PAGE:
LinkedIn’s sponsored content pivot helps ad revenue hit $154.1 million
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Like seemingly every other digital media company, LinkedIn’s ad business has been making a hard pivot toward sponsored content and away from boring banners. And it seems to be working.
LinkedIn’s ad business — which the business-centric social networks calls Marketing Solutions because jargon — hit $154.1 million in revenue for the first quarter of 2016. That’s a 29% increase year-over-year.
Sponsored content — which includes posts that companies can pay to place in people’s feeds and pin on their own pages — now accounts for 56% of LinkedIn’s ad revenue. That translates to around $86.3 million, having grown by almost 80% over the past year.
On the flip side the “Premium Display” side of LinkedIn’s ad business — banner ads it slots on the right-hand side of its desktop site — continues to dwindle. Revenue from that display ad business dropped by 30% year-over-year to account for around 10% of the division’s revenue, or something like $15.4 million (LinkedIn didn’t give out the actual figures for each ad category).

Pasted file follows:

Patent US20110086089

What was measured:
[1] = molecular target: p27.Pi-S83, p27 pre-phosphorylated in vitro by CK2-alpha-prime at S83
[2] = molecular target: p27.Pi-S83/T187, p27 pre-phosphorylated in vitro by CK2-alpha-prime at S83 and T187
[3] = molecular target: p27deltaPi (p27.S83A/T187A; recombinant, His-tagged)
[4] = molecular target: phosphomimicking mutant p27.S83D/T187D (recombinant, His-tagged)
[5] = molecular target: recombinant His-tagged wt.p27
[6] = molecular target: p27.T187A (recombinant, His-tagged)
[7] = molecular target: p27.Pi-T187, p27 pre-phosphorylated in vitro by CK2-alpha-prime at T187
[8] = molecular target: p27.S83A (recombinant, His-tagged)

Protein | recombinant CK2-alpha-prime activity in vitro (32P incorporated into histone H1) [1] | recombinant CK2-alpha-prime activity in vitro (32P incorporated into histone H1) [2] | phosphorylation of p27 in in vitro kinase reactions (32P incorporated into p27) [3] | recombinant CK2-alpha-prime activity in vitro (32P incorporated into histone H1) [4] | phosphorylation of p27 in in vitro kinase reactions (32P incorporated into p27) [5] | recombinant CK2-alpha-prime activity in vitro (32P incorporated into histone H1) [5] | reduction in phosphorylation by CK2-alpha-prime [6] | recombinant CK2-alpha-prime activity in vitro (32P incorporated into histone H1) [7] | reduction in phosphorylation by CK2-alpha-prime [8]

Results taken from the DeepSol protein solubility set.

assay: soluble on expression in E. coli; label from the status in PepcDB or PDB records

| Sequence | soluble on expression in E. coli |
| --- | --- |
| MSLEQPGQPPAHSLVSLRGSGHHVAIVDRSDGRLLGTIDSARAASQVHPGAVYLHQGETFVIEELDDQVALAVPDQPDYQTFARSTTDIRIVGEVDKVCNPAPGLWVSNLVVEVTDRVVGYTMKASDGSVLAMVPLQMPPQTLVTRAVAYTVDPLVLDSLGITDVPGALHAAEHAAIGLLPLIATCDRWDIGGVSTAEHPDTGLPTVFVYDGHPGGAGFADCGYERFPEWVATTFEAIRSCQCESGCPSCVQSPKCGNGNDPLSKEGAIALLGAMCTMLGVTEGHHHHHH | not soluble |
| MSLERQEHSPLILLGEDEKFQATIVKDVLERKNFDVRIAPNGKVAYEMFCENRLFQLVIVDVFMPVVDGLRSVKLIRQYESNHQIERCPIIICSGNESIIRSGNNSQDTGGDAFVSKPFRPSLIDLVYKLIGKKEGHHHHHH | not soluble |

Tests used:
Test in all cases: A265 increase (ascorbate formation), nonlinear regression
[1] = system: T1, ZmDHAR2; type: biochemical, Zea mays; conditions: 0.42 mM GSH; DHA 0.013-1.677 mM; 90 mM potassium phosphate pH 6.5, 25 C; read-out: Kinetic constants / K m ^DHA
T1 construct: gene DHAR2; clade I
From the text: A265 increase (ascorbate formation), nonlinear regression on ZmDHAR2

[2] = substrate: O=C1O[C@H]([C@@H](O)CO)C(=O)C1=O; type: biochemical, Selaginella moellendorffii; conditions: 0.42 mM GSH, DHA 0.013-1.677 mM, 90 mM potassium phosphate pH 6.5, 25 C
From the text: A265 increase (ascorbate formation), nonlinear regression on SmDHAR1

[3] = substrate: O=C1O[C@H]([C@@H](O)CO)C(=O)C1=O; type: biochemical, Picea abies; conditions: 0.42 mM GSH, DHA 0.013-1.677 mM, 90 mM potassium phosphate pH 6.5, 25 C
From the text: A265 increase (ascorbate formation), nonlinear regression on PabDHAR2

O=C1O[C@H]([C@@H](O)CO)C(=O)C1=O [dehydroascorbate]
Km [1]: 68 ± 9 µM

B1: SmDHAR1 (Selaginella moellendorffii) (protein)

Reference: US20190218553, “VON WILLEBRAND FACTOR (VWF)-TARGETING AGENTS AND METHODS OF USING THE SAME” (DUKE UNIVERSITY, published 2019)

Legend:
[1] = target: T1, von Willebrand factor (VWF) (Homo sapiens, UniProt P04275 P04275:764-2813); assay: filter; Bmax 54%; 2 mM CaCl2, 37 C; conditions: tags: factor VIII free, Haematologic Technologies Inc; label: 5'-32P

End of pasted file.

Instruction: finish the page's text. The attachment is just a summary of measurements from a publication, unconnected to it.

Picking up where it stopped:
That’s an intentional paring down of LinkedIn’s display ad business. The company would prefer marketers put their money towards its sponsored content, which can run on desktop and mobile whereas display ads are limited to desktop. After all 58% of the 106 million people that check out LinkedIn each month are doing so on mobile. To that end LinkedIn has started selling those display ads programmatically, which would likely free up its sales teams to pitch sponsored content.
The sponsored-over-standard ad strategy played into LinkedIn’s decision in February to shut down its off-LinkedIn display ad network. At the time the company’s CFO Steve Sordello said that the ad network “required more resources than anticipated to scale.” So instead it’s putting those programmatic resources towards its sponsored content business and has started selling some of that sponsored content to run outside of LinkedIn.
But advertising still remains a secondary revenue stream for LinkedIn. More than half of its revenue — 67% — comes from LinkedIn’s recruiting-and-hiring business, compared to 18% from its ad business.
Overall LinkedIn’s business got off to a good start in 2016 after a tough end to 2015. The company’s total first-quarter revenue topped $861.7 million, 35% more money than it made in the first quarter of 2015. That’s a lot better than the $828.5 million that Wall Street analysts, on average, expected it to make.
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